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Whenever wiring or cabling is involved, neatness doesn't have to be sacrificed for functionality. With keystone jacks, wires can be both short and hidden, improving cable management and aesthetics at the same time.


Whenever wiring or cabling is involved, neatness doesn't have to be sacrificed for functionality. With keystone jacks, wires can be both short and hidden, improving cable management and aesthetics at the same time.

What Are Keystone Jacks?

Keystone jacks are standard-sized rectangular modules that connect wires to outlets in a wall plate or patch panel. There are many different kinds of jacks that come in the keystone format, including jacks for telephone and networking cables, coaxial and RCA cables, and even USB and HDMI cables. No matter the cable type, keystone jacks look clean and neat. Let's take a look at three different situations where keystone jacks might be the best possible solution:

Home Office

A simple application for the keystone jack is the small home office. Consider the basic home office setup: a guest bedroom with a desk that holds a computer, a telephone, and a television – and each device has to be connected to the wall. One option is to connect each device to its corresponding jack in the wall: the phone is wired to the phone jack, and the TV is connected to the cable jack on the opposite wall. There wasn't a network cable in the bedroom originally, so the telecom tech installed a network jack in yet another wall. Now there are wires going from the desk to three of the four walls in the room. At best, it looks bad. At worst, it's a tripping hazard.

The second option involves the installation of a keystone outlet on the wall directly behind the desk. In this single wall plate, there is a cable jack for the TV, an RJ-11 jack for the phone, and an RJ-45 jack for the computer network. A single jack into which all three cables plug in, minimizing clutter and reducing the risk of tripping. It's a more elegant solution that instantly makes the home office look more professional.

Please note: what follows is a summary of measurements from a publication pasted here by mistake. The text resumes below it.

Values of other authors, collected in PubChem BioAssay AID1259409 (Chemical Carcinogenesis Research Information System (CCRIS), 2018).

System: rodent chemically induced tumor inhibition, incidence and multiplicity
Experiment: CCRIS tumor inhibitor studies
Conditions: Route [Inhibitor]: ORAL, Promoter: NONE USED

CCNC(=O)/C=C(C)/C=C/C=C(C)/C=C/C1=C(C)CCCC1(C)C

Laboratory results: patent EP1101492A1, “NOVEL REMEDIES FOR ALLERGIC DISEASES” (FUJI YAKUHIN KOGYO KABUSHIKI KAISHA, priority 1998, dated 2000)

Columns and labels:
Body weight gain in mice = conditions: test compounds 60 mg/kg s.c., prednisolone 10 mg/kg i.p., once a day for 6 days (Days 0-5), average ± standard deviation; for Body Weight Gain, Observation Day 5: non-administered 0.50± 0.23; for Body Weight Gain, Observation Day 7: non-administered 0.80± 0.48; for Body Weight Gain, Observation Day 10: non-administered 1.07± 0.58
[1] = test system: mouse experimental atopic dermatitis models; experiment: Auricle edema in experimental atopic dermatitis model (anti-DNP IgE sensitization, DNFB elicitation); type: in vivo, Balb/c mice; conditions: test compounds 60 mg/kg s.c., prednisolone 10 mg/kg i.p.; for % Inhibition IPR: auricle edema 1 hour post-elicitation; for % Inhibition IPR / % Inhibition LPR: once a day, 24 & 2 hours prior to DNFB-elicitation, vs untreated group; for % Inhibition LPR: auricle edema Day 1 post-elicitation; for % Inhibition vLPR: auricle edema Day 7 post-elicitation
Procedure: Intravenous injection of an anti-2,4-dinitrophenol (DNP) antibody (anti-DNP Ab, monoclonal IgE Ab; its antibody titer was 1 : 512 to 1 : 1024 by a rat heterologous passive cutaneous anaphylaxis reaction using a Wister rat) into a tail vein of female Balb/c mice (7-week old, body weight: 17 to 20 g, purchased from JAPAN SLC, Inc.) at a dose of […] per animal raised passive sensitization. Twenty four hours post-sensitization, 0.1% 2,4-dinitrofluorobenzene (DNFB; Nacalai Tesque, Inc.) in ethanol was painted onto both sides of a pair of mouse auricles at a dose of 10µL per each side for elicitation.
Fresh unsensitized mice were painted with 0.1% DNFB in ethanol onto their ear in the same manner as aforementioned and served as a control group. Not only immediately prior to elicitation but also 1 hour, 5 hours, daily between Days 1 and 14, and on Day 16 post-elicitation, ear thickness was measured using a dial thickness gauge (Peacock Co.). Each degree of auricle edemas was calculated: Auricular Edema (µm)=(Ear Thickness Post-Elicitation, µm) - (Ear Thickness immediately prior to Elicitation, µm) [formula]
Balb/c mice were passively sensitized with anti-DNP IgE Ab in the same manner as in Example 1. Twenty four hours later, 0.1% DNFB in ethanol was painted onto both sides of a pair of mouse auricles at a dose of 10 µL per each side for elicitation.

Home Theater

A home theater can be a wiring nightmare. On one end of the room, there's a giant TV, a cable or satellite box, a couple of audio components, and perhaps a Blu-ray player. In each corner of the room is a mounted speaker. There are cables connecting every one of these devices to each other. The speaker cables are particularly ugly, crisscrossing the ceiling in plain view. Sure, it sounds good – but it looks horrible.

Picture instead a neat rack containing the various components sitting beside the giant TV. Behind the TV, there's a single patch panel installed into the wall. In that panel, there are keystone outlets for the cable or satellite, the components, and the speakers. The proximity of the panel to the TV means that those cables are short enough to be concealed behind the TV. Then, behind each speaker, there's a keystone plate with a very short cable that connects the speaker to the wall. The long cable runs connecting the speakers with the audio component are hidden within the wall. Suddenly, the home theater looks far more professional – sounding good and looking good.

Recording Studio

Imagine the sheer number of cables and cords used by a recording studio. Cables connect everything: recording hardware, amplifiers, equalizers, sound modules, instruments, microphones, headphones, monitors, and every other imaginable piece of audio hardware. Everything is connected to everything else, and many times the engineer has to disconnect one thing in order to plug in something else. Wires are strewn all over the studio, each connected to some expensive piece of equipment, just asking for someone to trip over them

Now imagine a studio in which the engineer has installed sufficiently large patch bays to handle all of those cables. In the control room, the cables that connect all of the hardware run to a patch bay that's neatly concealed behind the console. That patch bay connects to a panel mounted on the console itself, so the engineer has access to all of the connections from his chair, eliminating the need to crawl behind his equipment. In the recording room, panels on the wall are conveniently set for musicians to plug in their instruments, amplifiers, microphones, headphones, etc. Those panels are connected to the patch bay behind the engineer's console, so the floors are clear, the studio is safe- and everything just looks and feels more professional.

Haphazard cables and wires can be a problem in any environment. Proper cable management, with the appropriate use of keystone jacks and outlets and panels, can eliminate most, if not all, of those problems.

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Thomas Supplier
Datacomm Cables is a distributor and manufacturer of fiber optic, networking, and ethernet cable and stocks cabinets, racks and patch panels.
Datacomm Cables Inc. 120 Marcus Blvd Deer Park, NY 11729 Ph: 1-631-617-5190